With nicknames like, Dutch Courage, Strip me Naked, White Satin, Mother's Ruin, and Cuckold's Comfort, it is no wonder the mention of gin conjures up images of less savory experiences. The history of gin includes greedy monarchs, a pairing of hot gin and gingerbread, the British Royal Navy, anti-malarial agents, bootlegging, and old-fashioned romanticizing of the spirit in television shows such as Mad Men & Downton Abbey.

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Lavender Martini

This Lavender Martini is best in summertime when sprigs of lavender may be picked from the garden and used as garnish. While any gin may be substituted, the mild lime and lavender flavored Uncle Val's Botanical Gin made in Sonoma wine country is particularly wonderful. 

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Summer Solstice Sangria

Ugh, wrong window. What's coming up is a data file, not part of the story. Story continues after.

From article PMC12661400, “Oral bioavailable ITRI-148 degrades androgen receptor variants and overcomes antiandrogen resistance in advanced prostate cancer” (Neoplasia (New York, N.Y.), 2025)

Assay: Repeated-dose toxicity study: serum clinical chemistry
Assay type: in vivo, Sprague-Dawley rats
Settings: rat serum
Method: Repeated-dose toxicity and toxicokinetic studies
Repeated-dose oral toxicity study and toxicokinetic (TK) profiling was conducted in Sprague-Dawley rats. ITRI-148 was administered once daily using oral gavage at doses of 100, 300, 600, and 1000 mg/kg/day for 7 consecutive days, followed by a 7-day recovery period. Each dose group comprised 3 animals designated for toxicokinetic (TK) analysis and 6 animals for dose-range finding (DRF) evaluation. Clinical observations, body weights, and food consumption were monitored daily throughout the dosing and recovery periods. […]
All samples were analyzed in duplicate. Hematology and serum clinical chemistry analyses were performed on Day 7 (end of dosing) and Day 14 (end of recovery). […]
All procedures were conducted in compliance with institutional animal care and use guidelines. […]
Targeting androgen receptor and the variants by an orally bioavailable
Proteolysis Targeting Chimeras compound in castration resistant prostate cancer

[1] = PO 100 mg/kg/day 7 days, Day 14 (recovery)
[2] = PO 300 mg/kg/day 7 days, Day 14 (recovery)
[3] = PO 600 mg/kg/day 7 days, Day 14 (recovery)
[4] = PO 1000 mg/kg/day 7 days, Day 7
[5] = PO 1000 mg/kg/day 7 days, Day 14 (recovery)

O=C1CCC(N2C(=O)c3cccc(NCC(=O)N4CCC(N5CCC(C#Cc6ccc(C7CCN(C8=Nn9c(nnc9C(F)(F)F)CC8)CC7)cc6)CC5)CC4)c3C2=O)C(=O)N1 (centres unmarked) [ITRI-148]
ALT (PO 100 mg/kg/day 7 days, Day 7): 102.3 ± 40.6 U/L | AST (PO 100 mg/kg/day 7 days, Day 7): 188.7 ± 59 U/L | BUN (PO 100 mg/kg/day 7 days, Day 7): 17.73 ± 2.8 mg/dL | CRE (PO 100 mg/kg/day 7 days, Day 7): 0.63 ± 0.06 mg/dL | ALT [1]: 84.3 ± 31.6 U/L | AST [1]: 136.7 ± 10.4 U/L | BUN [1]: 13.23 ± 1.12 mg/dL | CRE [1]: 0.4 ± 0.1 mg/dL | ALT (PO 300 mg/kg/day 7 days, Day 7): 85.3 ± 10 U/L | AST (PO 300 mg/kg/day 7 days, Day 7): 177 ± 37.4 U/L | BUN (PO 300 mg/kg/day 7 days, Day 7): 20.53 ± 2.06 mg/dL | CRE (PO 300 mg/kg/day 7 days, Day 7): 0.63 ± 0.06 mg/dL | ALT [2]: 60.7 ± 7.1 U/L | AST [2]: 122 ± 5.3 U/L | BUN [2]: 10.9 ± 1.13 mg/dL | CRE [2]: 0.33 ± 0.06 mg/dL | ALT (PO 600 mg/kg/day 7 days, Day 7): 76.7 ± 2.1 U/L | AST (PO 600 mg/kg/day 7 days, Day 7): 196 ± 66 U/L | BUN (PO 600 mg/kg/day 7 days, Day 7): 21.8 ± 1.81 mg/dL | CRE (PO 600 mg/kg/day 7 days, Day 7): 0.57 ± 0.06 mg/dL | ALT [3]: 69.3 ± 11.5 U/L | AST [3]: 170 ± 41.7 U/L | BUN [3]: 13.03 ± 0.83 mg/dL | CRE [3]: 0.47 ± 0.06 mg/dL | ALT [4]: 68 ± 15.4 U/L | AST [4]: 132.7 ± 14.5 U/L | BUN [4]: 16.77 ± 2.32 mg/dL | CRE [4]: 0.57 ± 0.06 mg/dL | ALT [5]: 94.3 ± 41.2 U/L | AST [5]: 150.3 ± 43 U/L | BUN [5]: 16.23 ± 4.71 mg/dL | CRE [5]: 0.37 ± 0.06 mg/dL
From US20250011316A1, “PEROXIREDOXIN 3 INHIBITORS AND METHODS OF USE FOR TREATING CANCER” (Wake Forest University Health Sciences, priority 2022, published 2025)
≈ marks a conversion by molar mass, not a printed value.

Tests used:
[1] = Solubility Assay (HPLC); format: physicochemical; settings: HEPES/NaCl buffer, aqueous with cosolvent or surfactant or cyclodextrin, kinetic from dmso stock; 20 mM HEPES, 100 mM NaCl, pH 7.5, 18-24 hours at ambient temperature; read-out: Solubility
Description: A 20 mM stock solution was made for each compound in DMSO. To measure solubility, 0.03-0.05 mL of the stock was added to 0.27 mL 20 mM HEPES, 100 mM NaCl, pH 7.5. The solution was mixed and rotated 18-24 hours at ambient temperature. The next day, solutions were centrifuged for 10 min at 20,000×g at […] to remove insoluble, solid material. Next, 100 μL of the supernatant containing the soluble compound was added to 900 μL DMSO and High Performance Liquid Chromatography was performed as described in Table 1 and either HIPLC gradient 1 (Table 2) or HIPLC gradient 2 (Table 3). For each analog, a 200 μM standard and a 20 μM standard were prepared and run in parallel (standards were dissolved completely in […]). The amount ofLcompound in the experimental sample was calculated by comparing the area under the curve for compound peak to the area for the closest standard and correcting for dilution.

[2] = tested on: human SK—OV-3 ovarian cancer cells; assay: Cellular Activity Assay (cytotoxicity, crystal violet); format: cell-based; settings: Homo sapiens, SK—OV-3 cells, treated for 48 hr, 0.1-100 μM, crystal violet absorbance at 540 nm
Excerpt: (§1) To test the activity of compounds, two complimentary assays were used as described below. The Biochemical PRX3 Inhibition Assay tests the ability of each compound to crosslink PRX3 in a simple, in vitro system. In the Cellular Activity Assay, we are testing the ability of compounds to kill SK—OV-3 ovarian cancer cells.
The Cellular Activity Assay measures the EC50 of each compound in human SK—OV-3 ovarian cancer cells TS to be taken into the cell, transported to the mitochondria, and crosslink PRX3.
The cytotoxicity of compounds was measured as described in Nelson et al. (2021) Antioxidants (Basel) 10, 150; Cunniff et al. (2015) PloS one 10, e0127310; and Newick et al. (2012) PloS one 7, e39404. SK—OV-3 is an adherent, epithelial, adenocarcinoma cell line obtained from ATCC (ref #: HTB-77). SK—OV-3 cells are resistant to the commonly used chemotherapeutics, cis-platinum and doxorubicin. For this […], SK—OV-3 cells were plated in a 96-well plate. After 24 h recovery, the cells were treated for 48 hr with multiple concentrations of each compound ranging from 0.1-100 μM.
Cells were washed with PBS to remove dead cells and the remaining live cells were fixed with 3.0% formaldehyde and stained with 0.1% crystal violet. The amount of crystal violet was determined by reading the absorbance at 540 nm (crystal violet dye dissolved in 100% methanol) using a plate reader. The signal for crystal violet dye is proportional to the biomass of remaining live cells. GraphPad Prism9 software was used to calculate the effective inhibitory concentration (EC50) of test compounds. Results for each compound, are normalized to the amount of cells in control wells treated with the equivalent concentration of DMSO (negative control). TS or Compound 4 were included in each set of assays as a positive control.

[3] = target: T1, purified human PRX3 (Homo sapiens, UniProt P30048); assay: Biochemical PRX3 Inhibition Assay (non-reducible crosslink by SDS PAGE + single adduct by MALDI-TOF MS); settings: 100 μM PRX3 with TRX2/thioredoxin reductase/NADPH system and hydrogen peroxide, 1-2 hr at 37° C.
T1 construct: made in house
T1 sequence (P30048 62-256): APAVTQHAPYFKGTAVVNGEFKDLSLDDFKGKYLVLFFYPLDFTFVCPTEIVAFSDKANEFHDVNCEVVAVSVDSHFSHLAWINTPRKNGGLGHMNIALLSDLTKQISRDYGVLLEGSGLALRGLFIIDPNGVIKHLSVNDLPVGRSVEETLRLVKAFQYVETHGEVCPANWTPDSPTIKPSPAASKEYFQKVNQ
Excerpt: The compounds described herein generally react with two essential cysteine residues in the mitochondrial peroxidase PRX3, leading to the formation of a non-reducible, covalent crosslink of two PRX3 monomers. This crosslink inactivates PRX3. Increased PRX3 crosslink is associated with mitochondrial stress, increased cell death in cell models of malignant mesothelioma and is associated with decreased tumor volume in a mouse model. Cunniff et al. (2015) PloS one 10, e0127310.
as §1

When the sun is directly overhead the Tropic of Cancer, it is time to celebrate the summer solstice in the Northern Hemisphere. What better way than with an ode to summer sangria? Perhaps my bias is to drink this punch when plump blackberries and peaches are in season and the nights are long. The pitcher disappears before dinner is even served. Made in autumn, however, with apples and pears to serve with Spanish tapas such as QUESO DE CABRA CON SALSA DE TOMATE Y BASIL and SIZZLING GARLIC SHRIMP, this fruit and brandy spiked wine punch is thrown back with toasts of "Salud!" between savory bites. 

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The Bee's Knees

Uncle Val's Botanical Gin plays well in any sandbox. Juniper is almost tertiary in this California produced small batch Italian inspired gin. If gin is not your thing, this Bee's Knee's cocktail may change your thinking.

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Blackberry Mojito

Originally a Cuban peasant cheap rum cocktail made drinkable with the addition of island staples-think sugar cane, limes and spearmint, the modern mojito is Havana's gift to American drinking culture.

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Chiltern Firehouse Negroni